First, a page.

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CFTC Advisory Committee Considers Alternative Energy Impacts on Derivatives Markets

bzwirb's picture
Commentary by Bob Zwirb

At a CFTC Energy and Environmental Markets Advisory Committee meeting, panelists described challenges that the diversification of energy generation resources (e.g., coal, natural gas, nuclear, oil and renewable energy) pose for the energy and environmental derivatives markets.

CFTC Commissioner and Committee Chair Dan M. Berkovitz stated that the energy market has "changed dramatically" in the past 10 years due to new technologies that have led to increased shale oil extraction and renewable energy. He noted that, as energy generation resources continue to diversify, further changes will occur in the physical markets that may then affect how derivatives are used to hedge risks arising from the physical markets. The panels discussed:

  • various renewable energy requirements set by state, federal and global regulations;

  • exchange-traded environmental derivatives contracts; and

  • the global energy transition to renewable resources and its effect on hedging risk using exchange-traded and OTC derivatives.

CFTC Chair Heath Tarbert stated that one of the agency's strategic goals is protecting the interests of "all Americans" in the regulation of the derivatives market. Mr. Tarbert said that several of the CFTC's "core agenda items" relate to the energy markets, including:

  • forthcoming proposed amendments to the position limits rule - exempting certain bona fide hedging - that would help energy producers, merchandisers and distributors better manage risks; and

  • a swap data reporting proposal designed to ease the regulatory burden and increase transparency in the energy swaps markets.

CFTC Commissioner Brian Quintenz defended the shale oil industry, criticizing the "significant threat" posed by the standardized approach for counterparty credit risk ("SA-CCR") proposal, which allows "advanced-approaches" banking organizations to use an alternative approach for calculating derivative exposures. Mr. Quintenz praised shale oil extraction for (i) helping the United States achieve energy independence and (ii) reducing carbon reduction by 2.3 billion metric tons. However, Mr. Quintenz warned that the SA-CCR proposal would penalize the industry by increasing exposure calculations related to oil and gas derivatives transactions. Citing an industry comment letter, Mr. Quintenz noted that the proposal would increase a bank's exposure calculations for a given set of transactions with a counterparty by up to 460 percent. Additionally, Mr. Quintenz criticized the proposal for not recognizing noncash collateral arrangements, which can be a way of managing the credit risk of certain derivatives transactions.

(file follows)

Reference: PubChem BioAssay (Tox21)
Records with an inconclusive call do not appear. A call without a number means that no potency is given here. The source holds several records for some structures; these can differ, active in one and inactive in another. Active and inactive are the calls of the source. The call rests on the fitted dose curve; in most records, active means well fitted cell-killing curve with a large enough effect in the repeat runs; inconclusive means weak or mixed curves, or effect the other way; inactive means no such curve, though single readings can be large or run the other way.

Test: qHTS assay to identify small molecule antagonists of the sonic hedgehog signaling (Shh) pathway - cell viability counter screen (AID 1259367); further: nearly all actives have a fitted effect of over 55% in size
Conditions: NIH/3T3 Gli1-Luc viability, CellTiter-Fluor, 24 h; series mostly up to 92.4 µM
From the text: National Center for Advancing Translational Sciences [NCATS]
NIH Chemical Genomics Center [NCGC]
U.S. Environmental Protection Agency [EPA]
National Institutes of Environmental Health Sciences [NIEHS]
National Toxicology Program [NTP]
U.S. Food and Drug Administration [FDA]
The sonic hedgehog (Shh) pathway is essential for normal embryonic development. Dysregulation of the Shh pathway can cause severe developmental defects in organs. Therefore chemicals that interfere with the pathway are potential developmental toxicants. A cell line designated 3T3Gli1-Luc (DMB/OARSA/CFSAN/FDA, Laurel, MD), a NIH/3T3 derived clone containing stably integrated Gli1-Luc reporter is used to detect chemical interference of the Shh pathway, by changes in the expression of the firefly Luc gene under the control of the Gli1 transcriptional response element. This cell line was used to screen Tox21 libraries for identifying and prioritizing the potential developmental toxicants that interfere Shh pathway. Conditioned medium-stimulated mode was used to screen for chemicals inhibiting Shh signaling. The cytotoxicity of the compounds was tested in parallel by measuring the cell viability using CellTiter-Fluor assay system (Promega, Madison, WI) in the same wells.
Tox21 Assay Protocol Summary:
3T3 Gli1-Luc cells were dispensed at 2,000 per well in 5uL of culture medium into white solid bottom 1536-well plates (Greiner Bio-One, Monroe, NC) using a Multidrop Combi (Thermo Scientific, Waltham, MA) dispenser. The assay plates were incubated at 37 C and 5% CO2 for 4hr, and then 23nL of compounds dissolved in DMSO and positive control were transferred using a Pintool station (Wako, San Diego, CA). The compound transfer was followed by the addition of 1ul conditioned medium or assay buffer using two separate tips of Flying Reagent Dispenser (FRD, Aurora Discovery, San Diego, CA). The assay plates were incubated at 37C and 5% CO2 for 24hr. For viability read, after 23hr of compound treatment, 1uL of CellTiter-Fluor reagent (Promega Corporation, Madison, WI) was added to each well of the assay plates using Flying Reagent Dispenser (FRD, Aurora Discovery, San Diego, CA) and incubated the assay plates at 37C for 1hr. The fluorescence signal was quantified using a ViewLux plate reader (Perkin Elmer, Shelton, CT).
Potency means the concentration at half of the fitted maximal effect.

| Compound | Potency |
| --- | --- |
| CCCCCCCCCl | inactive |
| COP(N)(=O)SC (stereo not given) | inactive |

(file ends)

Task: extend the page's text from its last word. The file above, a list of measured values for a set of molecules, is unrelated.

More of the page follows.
Commentary

Much of the discussion centered on the role of energy derivatives and regulation in dealing with environmental problems, including the “existential problem,” as Commissioner Behnam put it, posed by climate change, with views ranging from the highly prescriptive (Tyler Slocum of Public Citizen) to market-oriented (Commissioner Brian Quintenz who urged reliance upon “the vibrancy and liquidity of the American futures and swaps markets”). An interesting addition to the debate centered on two market participants—Daniel Scarbrough of IncubEx, and Richard Sandor of Environmental Financial Products, LLC—who described how mutually beneficial negotiations between the parties can be applied to resolving complex environmental problems without government intervention. (Based on the Coase Theorem of Property Rights.)

  

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